Spike Jonze, the director of “Her,” is no stranger to the bizarre. His past films “Being John Malkovich” and “Adaptation” combine elements of fantasy, surrealism, and science fiction. His latest film, though, is perhaps the one that is most relatable to audiences. We have all felt a connection to our mobile devices, at least to some extent. “Her” is just taking that connection to an extreme. But underneath the hints of satire, “Her” is also a surprisingly believable love story, as well as a truly unique and existential look on just what it means to be human.
“Her” takes place in a future that is perhaps not too far away. Theodore Twombly (Joaquin Phoenix) is a lonely, divorced man that works at a business called “Handwritten Letters”; formulating romantic letters for couples that don’t wish to write their own. He soon hears an announcement of the latest technological invention: an operating system (OS for short) that not only can interact and talk to you, but also has its own unique personality. Think Siri, but less monotoned. The OS is also directly connected to a bluetooth earpiece, so that she is always with you. Theodore receives one named Samantha (voiced by Scarlett Johansson), and he almost immediately takes a liking to her, to the point that he believes himself to be in love.
In this future world, everyone and everything is connected to our mobile devices. People wander down the streets, seemingly talking to themselves, staring at a tiny screen rather than at those around them. It is very similar to the world you see now. But with the addition of the artificially intelligent OS’s, it seems that people begin to get even more alienated from one another. The film is, then, a semi-realistic look at where our world will lead if we continue to become technologically advanced beyond our control.
But despite this agenda, Jonze never lets “Her” get too preachy. It is not so much a satire as it is a reflection on human emotion, especially that most important one of all, love. At one point, Samantha becomes sad, realizing that she only possesses the capacity to feel because she was programmed that way. But are humans any different? Really, we only developed emotions as a way of connecting with one another in order to procreate and keep the species going. But perhaps, as Jonze suggests, it is much more than that.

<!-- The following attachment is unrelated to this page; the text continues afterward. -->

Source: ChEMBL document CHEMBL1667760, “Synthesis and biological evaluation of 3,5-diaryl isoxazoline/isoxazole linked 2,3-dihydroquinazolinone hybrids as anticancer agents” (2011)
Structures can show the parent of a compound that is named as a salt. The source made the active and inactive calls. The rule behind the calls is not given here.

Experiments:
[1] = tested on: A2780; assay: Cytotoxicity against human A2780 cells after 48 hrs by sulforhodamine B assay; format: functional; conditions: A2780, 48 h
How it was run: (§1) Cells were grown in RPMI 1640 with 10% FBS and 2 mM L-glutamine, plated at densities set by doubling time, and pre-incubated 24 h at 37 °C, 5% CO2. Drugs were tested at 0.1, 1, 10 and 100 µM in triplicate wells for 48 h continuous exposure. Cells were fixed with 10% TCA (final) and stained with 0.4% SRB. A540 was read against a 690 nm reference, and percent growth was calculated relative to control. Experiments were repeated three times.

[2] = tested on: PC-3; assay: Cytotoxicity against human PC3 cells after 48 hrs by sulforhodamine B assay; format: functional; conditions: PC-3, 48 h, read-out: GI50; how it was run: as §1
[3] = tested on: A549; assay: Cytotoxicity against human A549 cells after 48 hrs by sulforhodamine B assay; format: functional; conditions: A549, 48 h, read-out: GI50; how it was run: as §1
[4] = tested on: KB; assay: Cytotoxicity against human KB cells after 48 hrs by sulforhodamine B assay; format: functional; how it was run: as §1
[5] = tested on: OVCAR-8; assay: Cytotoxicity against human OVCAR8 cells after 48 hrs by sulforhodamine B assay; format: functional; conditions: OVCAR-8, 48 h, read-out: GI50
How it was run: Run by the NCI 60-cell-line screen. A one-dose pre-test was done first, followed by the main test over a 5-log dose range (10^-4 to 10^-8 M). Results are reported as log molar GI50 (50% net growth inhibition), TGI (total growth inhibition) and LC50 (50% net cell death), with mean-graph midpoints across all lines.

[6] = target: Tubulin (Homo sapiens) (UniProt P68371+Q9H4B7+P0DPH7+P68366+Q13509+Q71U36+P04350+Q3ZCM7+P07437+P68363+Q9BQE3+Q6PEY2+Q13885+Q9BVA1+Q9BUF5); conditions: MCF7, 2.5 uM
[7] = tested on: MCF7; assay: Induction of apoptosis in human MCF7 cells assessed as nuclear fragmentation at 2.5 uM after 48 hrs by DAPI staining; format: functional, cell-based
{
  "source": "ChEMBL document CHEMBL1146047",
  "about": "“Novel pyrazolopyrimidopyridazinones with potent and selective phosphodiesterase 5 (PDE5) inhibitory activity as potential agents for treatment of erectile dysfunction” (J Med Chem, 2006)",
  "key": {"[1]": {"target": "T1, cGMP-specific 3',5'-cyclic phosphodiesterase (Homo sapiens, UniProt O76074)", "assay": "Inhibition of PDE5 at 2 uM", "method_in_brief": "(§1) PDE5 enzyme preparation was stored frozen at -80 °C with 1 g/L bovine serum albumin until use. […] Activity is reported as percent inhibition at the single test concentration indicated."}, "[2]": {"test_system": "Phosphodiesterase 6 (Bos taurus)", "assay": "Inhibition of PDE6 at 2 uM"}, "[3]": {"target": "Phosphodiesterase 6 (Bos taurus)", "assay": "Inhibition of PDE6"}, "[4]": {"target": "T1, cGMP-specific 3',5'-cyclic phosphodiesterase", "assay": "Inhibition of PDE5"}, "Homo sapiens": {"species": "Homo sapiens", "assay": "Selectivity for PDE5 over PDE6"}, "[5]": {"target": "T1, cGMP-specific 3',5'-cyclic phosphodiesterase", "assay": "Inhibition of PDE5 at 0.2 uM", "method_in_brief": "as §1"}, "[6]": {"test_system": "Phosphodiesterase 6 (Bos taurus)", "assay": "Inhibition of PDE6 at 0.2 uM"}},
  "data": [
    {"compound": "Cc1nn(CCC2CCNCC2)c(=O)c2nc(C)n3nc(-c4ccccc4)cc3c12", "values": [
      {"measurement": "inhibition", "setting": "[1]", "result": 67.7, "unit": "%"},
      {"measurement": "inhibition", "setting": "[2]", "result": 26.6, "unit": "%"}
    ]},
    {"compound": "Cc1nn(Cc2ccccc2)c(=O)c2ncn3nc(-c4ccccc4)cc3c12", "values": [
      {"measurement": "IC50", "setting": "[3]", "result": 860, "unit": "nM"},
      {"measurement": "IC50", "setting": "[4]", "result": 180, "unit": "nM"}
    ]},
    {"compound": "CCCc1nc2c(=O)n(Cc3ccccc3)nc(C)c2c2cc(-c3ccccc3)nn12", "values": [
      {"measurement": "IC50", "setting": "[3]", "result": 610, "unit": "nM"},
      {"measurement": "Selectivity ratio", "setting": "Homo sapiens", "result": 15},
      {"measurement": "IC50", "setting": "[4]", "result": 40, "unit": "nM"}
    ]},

As a movie about a man that falls in love with a machine, “Her” does have its awkward moments, when you almost wonder if you are supposed to be touched by what is happening, or to instead laugh uncomfortably. It is an odd contention that a person could fall in love with something that is not real. But in this world, it is seen as perfectly normal. Theodore takes his OS out to the park, and sits her next to him while they listen to music; he goes out for a walk with friends, and brings her along as his significant other; and, in bed at night, alone, they discuss (and show) how deeply they feel for one another. It is a relationship like any other, complete with tender moments, arguments, fights, and through it all, unbridled passion. At times, you almost forget that Samantha is a computer.
Perhaps another reason that “Her” is believable is due to the moving portrayals from both Joaquin Phoenix and Scarlett Johansson. Joaquin has proven, once again, that he is one of the best actors out there. After playing the role of an aggressive and unpredictable man in “The Master,” he has somehow pulled off the much more reserved, level-headed character of Theodore Twombly. Theodore is a man that calmly observes the beauty of the world around him, and although emotionally broken due to his divorce, remains charismatic and pleasant. And Scarlett Johansson has firmly made me believe that a performance could come simply from hearing a voice. She somehow pulls off the role of a computer that can think and feel, and is self-aware of itself. She laughs, jokes around, speaks her mind, gives curtly sarcastic remarks, and even feels jealous when Theodore talks to other women. I sincerely hope that she can be considered for an Academy Award for her “performance,” as it is truly one of the best of her career.
So, is “Her” a warning about our future, or is it an optimistic hope? After all, the artificially intelligent OS’s do not start to lash out against us once they become self-aware, such as in the world of “The Terminator” or “The Matrix.” Most of the time, they seem to have our best intentions in mind, existing to help us in our daily routines. But what happens when you make something so sophisticated that it can feel human emotions, and without the confines of our physical, organic selves, can continue to develop and adapt and grow? Is this where we as a species will eventually end up? It is, perhaps, a question that we will never fully answer. But if, like me, you have ever thought about it, “Her” is the film for you.